History

History

The Venice Pre-University Course began in 1965 .Vital to the enterprise was the fortunate chance fact that in 1964 , the Oxford and Cambridge colleges had simplified their entrances examination dates so that, instead of options at the various colleges in December, January or March, all candidates sat the same exams in November. Known as the Seventh Term Entrances, as candidates had already taken A levels in the summer, it lead to an intellectual elite doing an extra ‘Oxbridge’ term and then leaving school in the middle of the school year, after the Christmas term: this was the origin of the Gap Year. Twenty -two of the thirty-two who came on the first Venice course were going on to Oxford or Cambridge, and our numbers rose steadily into the eighties. Around 1988, the November Oxbridge exams were abandoned, causing a considerable fall in our numbers. However the Venice Course continued to stick to its January to March dates, which has the great advantage of being in Venice out of the tourist season: and in many ways reducing from 80 students to 30 has advantages.

A browse through the register shows the changes in the Course -from 12 weeks, (cost £194) to 10 to 8 and recently to 7 (cost around £9000), plus the Florence and Rome options, shortening always for reasons of cost. There have been variations in the content, and in the number of students and in our hotels and lecture venues – mostly in Dorsoduro but for several years at the Hotel Atlantico in Castello with lectures for 19 years in the Arsenale. Our Venice Re-Unions show that what all alumni have in common is the Venice experience , a kaleidoscope of challenging intellectual, aesthetic and social revelations and the uniquely civilized dolcezza of life in Venice, summed up in a letter from one of the over ninety alumni who attended a Venice Course re-union in 2017: It was such fun to see so many of the 1976 group, to re-live many happy memories, and to re-kindle many friendships. What an impact those glorious weeks in Venice had on all of us. It was a carefree, fascinating and incredibly happy time for us all, having recently left the rigours of endless exams at school, and before the more demanding rigours of university life.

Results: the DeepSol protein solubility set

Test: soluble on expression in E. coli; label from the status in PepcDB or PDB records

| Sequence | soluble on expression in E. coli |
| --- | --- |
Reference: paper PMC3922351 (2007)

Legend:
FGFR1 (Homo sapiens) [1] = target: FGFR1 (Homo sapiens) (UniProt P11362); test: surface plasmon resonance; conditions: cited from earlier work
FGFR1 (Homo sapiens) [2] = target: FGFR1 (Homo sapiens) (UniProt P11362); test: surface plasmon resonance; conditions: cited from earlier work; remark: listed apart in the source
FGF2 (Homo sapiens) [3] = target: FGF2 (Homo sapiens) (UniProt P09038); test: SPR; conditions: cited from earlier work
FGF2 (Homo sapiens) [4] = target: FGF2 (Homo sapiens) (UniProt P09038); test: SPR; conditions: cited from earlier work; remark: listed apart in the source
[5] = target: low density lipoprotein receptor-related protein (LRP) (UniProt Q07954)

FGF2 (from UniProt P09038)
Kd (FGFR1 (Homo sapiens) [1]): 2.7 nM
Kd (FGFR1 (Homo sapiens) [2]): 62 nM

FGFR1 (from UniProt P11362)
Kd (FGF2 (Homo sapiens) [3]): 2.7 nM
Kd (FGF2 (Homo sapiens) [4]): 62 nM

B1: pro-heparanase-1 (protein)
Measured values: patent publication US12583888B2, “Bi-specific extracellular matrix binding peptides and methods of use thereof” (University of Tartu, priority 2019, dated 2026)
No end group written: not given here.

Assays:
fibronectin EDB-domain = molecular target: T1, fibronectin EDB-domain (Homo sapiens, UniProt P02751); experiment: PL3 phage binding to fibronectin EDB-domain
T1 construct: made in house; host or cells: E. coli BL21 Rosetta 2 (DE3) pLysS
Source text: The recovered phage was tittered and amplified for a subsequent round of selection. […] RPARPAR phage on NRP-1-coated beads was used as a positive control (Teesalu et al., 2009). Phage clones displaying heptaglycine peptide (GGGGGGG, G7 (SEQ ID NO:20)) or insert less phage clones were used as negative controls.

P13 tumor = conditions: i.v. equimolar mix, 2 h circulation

No-one who has gone on one of your courses has left not feeling refreshed, interested in things that they had not known about before, and with their minds expanded.

John Hall Venice